What is your most powerful parenting tool? I would argue that the tool you have that has the biggest impact on who your children become is the words that come out of your mouth.
It’s interesting what you remember from your childhood. Maybe you recall when a coach called you slow or stupid, a teacher said you were smart and were going to do great things someday, or a peer laughed at your low grades or slow running.
These memories all connect to one another and become who we are and the words that stick in your mind shape you the most.
Your parenting words have tremendous power. Be picky about the ones you choose.
Choose words that express love.
Choose words that convey your belief in your child.
Choose words that emphasize hope.
When a hard conversation must be had with your child, choose words sandwiched in love.
Choose words that challenge your child to think and find their own solutions.
Choose words that build up, not tear down.
Choose words that speak life.
Be picky about the words you say to your kids. They WILL shape your child’s life.
Author Bob Goff explains it this way:
Just like some heckling kept us off the field because of how we threw or ran like a giraffe in roller skates, the right words from the right people put us on track to become nurses, public servants, or human rights advocates when they told us our talents could change the world. Powerful words gave us the gentle push we needed, the courage to push past. If we were to trace our steps back along the path that led us here, we would likely find it all started with a few well-placed words from someone we trusted.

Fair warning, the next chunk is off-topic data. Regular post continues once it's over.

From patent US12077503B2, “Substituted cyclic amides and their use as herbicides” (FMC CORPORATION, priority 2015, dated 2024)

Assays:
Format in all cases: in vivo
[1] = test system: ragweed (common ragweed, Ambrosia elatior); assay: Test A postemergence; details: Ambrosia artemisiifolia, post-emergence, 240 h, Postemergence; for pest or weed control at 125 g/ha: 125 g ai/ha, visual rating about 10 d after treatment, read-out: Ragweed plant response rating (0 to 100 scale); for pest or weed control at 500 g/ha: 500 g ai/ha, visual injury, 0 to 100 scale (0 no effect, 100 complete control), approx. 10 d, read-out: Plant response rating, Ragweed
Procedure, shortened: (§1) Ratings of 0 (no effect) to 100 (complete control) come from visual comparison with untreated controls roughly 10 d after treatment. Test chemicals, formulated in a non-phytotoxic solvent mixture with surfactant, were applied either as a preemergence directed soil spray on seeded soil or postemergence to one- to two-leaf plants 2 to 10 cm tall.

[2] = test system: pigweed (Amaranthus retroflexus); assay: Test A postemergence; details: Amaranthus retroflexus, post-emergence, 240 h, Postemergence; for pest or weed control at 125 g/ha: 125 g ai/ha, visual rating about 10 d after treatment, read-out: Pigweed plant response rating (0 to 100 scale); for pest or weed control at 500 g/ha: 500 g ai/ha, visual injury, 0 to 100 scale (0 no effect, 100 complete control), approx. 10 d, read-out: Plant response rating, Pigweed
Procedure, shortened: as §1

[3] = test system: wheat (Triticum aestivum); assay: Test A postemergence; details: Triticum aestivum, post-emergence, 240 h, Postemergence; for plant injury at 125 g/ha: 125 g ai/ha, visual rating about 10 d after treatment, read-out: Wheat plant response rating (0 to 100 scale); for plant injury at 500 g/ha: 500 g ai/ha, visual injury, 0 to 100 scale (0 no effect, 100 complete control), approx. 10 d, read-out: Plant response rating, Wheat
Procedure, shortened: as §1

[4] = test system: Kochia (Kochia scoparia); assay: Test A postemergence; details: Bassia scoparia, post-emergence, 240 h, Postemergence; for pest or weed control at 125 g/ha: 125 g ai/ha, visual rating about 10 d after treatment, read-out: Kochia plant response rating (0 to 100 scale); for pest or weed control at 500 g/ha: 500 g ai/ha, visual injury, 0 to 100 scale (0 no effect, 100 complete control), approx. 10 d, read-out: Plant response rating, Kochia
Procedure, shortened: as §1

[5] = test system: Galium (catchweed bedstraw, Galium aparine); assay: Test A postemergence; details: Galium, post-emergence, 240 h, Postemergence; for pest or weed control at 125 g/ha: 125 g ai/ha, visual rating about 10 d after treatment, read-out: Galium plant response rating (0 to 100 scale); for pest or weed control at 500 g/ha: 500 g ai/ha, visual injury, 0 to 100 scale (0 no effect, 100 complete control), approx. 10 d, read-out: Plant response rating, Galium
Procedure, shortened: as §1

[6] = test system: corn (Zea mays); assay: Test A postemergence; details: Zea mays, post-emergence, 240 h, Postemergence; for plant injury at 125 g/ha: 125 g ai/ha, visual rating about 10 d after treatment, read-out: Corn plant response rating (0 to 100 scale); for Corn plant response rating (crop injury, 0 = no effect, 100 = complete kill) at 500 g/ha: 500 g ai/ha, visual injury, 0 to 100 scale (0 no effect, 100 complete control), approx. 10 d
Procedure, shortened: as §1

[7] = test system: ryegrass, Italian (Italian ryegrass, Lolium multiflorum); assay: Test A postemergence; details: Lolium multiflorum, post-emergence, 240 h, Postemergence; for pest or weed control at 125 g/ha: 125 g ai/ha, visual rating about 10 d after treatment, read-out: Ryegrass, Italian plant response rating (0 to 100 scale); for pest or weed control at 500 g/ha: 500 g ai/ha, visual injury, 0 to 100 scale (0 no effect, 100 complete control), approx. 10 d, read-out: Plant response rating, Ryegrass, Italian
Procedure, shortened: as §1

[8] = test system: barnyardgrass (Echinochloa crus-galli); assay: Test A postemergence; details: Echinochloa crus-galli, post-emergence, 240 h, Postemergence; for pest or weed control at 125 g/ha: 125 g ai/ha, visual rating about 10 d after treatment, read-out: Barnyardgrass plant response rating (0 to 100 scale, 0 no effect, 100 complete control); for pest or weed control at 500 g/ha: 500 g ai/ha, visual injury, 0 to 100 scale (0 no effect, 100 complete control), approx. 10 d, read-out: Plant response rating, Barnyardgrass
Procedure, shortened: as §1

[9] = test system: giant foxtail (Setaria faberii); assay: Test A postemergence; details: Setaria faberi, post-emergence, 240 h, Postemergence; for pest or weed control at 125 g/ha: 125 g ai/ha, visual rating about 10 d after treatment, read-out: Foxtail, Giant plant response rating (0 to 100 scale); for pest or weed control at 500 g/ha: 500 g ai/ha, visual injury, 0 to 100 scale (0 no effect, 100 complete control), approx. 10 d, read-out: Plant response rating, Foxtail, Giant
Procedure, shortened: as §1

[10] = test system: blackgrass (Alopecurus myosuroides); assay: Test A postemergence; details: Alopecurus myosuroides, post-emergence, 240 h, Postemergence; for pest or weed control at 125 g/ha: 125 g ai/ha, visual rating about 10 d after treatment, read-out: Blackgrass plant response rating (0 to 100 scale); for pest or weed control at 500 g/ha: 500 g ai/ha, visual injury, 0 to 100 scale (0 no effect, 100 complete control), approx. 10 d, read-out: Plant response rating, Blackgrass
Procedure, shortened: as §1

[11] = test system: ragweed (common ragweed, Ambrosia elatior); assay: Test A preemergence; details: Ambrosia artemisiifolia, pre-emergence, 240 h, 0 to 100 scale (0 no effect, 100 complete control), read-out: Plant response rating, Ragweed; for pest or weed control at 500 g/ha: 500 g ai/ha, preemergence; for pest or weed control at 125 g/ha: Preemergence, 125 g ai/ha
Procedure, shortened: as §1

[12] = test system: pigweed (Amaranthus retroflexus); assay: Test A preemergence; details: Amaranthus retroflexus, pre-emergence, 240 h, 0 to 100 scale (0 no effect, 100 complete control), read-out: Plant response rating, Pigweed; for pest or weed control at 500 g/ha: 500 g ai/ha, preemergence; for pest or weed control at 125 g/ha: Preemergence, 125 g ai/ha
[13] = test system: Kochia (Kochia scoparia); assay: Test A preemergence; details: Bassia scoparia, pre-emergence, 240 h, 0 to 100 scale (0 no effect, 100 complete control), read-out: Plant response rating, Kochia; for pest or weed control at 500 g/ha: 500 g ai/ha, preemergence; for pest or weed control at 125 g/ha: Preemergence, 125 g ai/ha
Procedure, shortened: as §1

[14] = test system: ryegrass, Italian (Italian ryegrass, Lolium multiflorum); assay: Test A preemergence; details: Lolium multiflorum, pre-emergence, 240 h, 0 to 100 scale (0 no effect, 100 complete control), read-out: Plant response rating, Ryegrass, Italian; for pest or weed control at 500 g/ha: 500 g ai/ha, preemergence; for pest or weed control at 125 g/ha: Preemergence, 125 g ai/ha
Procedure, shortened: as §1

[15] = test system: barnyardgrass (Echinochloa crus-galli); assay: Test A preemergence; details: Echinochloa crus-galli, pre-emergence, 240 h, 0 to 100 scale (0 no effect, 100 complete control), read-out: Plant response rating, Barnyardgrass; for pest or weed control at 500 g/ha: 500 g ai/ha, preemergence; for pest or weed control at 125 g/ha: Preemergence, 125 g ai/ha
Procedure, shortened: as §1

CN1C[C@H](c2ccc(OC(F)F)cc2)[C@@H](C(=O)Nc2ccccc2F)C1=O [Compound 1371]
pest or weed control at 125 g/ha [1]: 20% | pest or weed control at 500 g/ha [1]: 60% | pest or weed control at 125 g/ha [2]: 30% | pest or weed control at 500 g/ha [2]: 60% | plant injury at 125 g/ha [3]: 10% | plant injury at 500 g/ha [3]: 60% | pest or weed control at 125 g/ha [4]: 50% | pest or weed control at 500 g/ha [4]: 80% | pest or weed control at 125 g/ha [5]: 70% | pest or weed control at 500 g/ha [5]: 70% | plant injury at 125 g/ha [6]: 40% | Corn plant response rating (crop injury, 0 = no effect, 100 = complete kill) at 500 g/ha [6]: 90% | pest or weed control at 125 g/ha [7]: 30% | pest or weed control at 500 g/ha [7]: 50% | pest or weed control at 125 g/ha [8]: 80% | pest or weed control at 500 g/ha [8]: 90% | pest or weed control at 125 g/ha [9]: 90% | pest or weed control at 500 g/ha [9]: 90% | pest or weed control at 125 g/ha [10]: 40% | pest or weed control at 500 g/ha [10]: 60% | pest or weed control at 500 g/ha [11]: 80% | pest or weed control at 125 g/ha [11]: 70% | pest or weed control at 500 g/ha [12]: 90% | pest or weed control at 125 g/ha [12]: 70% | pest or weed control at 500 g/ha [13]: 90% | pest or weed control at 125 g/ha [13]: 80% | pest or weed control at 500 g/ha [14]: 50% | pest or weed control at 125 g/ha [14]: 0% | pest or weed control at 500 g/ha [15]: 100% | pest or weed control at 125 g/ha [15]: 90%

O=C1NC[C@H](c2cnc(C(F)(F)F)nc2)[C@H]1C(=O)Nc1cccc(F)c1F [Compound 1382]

Remember the infamous scene from The Help, where the nanny says to the little girl every day, “You is kind, you is smart, you is important.”?
I have no doubt that those words made a big impact on that little girl and she remembered them long after her nanny was gone.
What if you focused on speaking positive words over your child every day?
As they are headed to sports practice: “You are such a hard worker and a great leader!”
As they go out to spend time with friends: “I’m so glad that you picked such good friends! You are smart!”
When they help around the house: “You are kind and loving to help!”
And then, when they do absolutely nothing to earn your positive words, speak them anyway: “You are kind, you are smart, you are important.”
Let those be the last words your child hears before they go to sleep, or the first words they hear in the morning, or the words that send them out into their day.
Your words are the foundations of their soul. Use words that will build them up strong.
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